In our boat briefings, we joke about drift diving as “lazy man diving.” Under water, we move along with the flow of the ocean. We explain to out-of-towners that when they come up from a dive, they should stay put, and wait for “curbside pickup.” When we surface, we deploy our surface marker buoys and the captain brings the boat right over to us. South Florida divers know we are spoiled, but how much do we know about the elements that converge to create this unique form of scuba diving?
As water runs into the gulf, it takes on a clockwise rotation, or “Tropical Gyre.” Water then flows around the tip of Florida and up the east coast.
This specific segment of the Gulf Stream, known as the “Florida Current,” moves relatively parallel to the coast from the Florida Straits up to Cape Hatteras, North Carolina. Because of the Earth’s rotation, this current is constrained to a narrow segment on its western boundary. Although general diving in South Florida is not directly within the Gulf Stream, the overall flow of water northward directs near-shore currents.
With the exception of occasional crosscurrents, standard drift diving in South Florida carries divers from South to North. Prepared divers anticipate these conditions, and carry a compass to help them navigate the reef. From the surface, dive boats monitor our progress along the reef by watching our float ball. An underwater dive guide carries a reel attached to the float, which follows divers as we move with the current.
The clear, warm water flowing offshore also plays a huge role in the health of South Florida’s unique coral reef system. Florida is the only state in the continental US that features extensive coral reef formations in near-coastal shallow waters.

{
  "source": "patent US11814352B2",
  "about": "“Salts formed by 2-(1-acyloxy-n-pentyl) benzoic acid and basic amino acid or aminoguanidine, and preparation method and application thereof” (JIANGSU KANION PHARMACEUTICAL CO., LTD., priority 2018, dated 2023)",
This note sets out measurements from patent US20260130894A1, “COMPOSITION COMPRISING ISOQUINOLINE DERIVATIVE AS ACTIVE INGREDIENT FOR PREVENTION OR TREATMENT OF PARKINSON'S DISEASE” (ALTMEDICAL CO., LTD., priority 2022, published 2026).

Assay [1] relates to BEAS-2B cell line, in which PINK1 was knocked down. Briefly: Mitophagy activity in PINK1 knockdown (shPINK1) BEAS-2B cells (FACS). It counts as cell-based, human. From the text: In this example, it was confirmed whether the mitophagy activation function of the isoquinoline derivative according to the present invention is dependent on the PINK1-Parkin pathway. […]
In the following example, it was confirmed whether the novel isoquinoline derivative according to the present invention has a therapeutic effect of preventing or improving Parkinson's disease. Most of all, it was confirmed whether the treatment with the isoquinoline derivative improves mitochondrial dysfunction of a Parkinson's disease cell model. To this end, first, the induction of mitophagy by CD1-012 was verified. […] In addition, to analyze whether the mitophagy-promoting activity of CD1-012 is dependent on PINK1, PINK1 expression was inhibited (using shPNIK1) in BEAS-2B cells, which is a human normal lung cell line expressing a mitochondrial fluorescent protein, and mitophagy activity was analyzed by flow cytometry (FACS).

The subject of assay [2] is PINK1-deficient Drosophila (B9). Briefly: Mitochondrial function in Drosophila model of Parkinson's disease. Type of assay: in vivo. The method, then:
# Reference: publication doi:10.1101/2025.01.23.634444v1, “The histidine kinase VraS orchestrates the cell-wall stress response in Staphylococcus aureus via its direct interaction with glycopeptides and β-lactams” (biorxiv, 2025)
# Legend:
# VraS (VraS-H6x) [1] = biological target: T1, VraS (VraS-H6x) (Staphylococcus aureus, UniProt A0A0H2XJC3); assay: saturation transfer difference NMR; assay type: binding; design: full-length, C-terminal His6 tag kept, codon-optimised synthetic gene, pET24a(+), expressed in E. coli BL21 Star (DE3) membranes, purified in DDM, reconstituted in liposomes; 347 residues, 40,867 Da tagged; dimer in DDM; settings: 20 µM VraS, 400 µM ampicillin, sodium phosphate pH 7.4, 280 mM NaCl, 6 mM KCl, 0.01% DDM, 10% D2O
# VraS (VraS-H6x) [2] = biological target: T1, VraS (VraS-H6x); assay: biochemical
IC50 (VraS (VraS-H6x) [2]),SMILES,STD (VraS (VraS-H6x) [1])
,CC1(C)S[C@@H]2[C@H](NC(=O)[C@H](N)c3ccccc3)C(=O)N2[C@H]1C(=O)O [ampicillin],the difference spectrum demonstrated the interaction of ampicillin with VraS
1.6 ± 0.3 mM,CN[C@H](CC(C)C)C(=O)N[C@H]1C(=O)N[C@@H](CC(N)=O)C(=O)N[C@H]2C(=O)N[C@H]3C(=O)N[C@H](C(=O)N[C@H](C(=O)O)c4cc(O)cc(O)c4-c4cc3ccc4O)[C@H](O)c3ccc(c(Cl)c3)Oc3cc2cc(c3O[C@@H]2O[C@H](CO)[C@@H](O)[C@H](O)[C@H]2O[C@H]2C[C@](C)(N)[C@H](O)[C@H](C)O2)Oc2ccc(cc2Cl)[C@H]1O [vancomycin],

The Florida Reef Tract (FRT) runs approximately 360 miles along Florida’s coast, from the Keys up past the St. Lucie Inlet. It is also one of the largest reef systems in the world. The FRT is also home to more than 80% of all coral species found in tropical western Atlantic waters.
The northern extension of the FRT is a somewhat discontinuous reef line. It features between 1-3 terraces and numerous smaller “patch” reefs. Most of these ledges are shore facing, with the ledge to the diver's right as they drift northward.
The Gulf Stream current feeds these reef systems with warm, healthy blue waters. It helps provide an environment in which a coral reef system thrives. The constant in-flow of warm waters also keeps temperatures relatively comfortable for sport divers year round.
Drift diving allows us to observe a large section of reef with minimal effort. In many ways, drift diving enhances the magic of being underwater. Because we go with the flow, we can take advantage of our weightlessness to hover over the corals and sponge. We can drift upside down parallel to reef, scouting under ledges for lobster.
Because drift diving is such a unique form of experiencing the sport, PADI offers a specific Drift Diving specialty. While drift diving can seem intimidating at first, mastering some unique skills will greatly enhance your experience. Learning how to make a negative entry will help ensure you are able to stay with the guide when descending. In swift currents, proper techniques will help you navigate a wreck, without exhausting yourself swimming against the water’s flow. A Drift Diving Specialty class fine tunes these skills, and can be completed with our Force-E instructors.
You can also adapt specific skill sets to local conditions through Boat Diver or Peak Performance Buoyancy specialties. When the current is moving, having acute control over the buoyancy will greatly enhance your experience.
We love drift diving! Force-E staff are here to ensure you are having the best underwater experience possible. Let us share our passion and knowledge as we work together to perfect your skills.
We’ll see you under water!